Scientists have developed new virtual reality technology that lets them walk through images created by powerful microscopes. The images captured by the microscopes are rendered by the software into a 3D image that the scientists can explore using a virtual reality headset. The technology developed by the Wyss Center for Bio and Neuroengineering and the University of Geneva, allows users to immerse themselves in the data. A hand-held pointer lets them interact with the data slicing, highlighting or selecting.
Thanks @michaeljtabb for this great video describing our new virtual reality system that is taking researchers inside microscopic images https://t.co/yPfCe9Ps8V via @qz— Wyss Center (@Wysscenter) January 16, 2018
Modern microscopes capture much more information than just a flat image and all this extra information is used to create the 3D visualization. Rather than studying a flat image of a mouse brain scientists can virtually step inside the data and ‘walk’ through it.
The technology was developed in response to the huge amount of data that is being generated in labs where cutting-edge microscopes are in use. The Wyss Center uses a custom built light-sheet microscope at its Campus Biotech in Geneva, Switzerland. There are two other super powerful microscopes in the world that can visualize individual neurons which are five times thinner than a human hair.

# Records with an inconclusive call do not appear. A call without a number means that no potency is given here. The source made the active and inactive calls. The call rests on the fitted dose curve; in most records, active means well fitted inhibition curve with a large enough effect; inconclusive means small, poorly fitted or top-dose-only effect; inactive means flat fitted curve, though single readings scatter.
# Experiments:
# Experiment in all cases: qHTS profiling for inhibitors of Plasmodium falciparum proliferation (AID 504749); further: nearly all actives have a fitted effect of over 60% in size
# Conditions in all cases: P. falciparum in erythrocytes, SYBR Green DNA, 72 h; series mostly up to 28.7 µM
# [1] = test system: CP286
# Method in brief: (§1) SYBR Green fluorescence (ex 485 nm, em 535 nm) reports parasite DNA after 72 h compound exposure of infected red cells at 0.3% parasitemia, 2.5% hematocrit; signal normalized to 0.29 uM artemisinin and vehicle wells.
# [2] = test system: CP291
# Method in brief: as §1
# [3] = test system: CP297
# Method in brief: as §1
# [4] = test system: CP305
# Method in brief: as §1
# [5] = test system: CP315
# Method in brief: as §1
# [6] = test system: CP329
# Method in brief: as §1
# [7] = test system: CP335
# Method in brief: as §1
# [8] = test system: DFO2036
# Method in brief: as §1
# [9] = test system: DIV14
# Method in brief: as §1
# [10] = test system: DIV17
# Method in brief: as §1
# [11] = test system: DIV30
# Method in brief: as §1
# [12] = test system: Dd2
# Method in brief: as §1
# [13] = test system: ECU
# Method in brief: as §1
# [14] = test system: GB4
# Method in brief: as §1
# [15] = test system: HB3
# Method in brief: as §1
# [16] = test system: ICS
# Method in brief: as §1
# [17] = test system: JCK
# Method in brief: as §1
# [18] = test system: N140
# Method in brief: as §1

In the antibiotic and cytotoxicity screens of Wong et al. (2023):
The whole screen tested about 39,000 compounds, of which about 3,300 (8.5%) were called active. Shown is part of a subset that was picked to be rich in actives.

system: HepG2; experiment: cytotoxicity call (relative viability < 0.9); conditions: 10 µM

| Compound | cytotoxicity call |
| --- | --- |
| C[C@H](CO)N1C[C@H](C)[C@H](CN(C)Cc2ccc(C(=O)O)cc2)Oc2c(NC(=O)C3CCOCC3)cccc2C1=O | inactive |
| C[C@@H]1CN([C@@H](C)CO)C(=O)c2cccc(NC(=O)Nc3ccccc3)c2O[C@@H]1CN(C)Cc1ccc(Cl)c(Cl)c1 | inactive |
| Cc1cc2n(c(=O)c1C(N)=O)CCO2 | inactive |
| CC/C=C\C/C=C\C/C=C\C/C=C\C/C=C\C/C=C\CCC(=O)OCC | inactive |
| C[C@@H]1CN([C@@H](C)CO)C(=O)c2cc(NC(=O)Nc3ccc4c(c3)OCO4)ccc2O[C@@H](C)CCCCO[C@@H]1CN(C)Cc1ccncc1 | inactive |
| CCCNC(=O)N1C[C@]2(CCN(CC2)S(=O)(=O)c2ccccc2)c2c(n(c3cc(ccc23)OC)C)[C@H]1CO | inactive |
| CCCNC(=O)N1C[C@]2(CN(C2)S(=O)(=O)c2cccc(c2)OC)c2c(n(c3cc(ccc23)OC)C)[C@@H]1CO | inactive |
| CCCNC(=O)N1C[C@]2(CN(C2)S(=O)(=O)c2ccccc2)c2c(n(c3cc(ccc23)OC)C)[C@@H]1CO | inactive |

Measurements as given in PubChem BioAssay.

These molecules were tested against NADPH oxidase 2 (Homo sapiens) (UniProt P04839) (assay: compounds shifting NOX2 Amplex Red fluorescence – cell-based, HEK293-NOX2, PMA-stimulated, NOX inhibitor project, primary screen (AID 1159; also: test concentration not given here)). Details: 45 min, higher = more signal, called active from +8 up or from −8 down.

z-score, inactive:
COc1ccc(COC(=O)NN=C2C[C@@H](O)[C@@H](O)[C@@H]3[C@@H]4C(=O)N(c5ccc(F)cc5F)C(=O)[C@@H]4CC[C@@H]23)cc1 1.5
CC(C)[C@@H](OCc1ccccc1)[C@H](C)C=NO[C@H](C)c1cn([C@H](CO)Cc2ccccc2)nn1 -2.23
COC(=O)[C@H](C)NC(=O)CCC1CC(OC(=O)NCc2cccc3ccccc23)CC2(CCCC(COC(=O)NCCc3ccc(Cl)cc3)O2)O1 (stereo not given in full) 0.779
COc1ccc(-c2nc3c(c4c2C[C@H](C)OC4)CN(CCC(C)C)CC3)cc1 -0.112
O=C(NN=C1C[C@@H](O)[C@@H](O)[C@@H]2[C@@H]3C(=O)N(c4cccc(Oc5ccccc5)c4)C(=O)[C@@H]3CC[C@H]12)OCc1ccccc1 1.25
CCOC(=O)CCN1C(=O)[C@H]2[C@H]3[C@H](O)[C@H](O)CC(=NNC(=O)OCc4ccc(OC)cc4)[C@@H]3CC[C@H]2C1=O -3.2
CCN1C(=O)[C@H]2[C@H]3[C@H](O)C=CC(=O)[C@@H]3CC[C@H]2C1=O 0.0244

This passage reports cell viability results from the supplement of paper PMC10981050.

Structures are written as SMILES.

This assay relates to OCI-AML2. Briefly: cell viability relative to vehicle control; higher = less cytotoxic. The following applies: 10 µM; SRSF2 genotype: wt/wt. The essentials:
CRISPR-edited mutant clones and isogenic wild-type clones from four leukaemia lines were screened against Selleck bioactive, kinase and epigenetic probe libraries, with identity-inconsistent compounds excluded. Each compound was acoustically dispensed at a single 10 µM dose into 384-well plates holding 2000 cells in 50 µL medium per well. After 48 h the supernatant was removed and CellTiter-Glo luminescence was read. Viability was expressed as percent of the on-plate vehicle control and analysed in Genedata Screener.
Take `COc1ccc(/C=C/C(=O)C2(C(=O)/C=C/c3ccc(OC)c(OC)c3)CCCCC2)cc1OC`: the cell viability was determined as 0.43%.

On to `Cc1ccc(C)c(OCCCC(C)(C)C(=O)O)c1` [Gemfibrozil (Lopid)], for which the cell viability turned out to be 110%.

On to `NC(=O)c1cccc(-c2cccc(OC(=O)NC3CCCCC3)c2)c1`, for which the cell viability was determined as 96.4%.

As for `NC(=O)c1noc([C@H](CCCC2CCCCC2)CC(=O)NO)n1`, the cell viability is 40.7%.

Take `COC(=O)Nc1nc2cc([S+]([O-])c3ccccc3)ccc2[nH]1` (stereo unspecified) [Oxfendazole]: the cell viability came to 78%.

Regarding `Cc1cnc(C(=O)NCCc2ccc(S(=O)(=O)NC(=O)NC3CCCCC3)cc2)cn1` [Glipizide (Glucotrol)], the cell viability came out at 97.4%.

Huge amounts of data can finally be visualized
“The immense data volumes produced by today’s high-performance microscopes are driving the development of new methods to visualize the brain. We have developed this virtual reality system to reconstruct cellular level neuroanatomical data in 3D space. The system provides a practical solution to experience, analyze and quickly understand these exquisite, high-resolution images,” explains Dr. Stéphane Pages, Staff Scientist at the Wyss Center and Senior Research Associate at the University of Geneva, lead author of the research paper.
Technology opens doors to advanced neural research
This new visualization ability has huge impacts on neural research. Dr. Gilles Reymond, Staff Engineer at the Wyss Center outlines the possibilities: “In the future, this could prove a very useful tool to gain a new 3D perspective on the complex mechanical and biological interactions between the human brain and new types of MRI compatible brain probes that can be used to help people overcome nervous system disorders. It could also be used to help surgeons visualize and practice the steps involved in a complex surgery in virtual reality before performing it on a patient.”
The Wyss Center’s translational neurotechnology program has a focus on understanding the mechanical and biological interactions between novel neural implants and the brain. This technology allows scientists to trace the distribution of neural pathways through the brains and even examine the dendritic spines, which are the micron-sized protrusions that are communication points between neurons.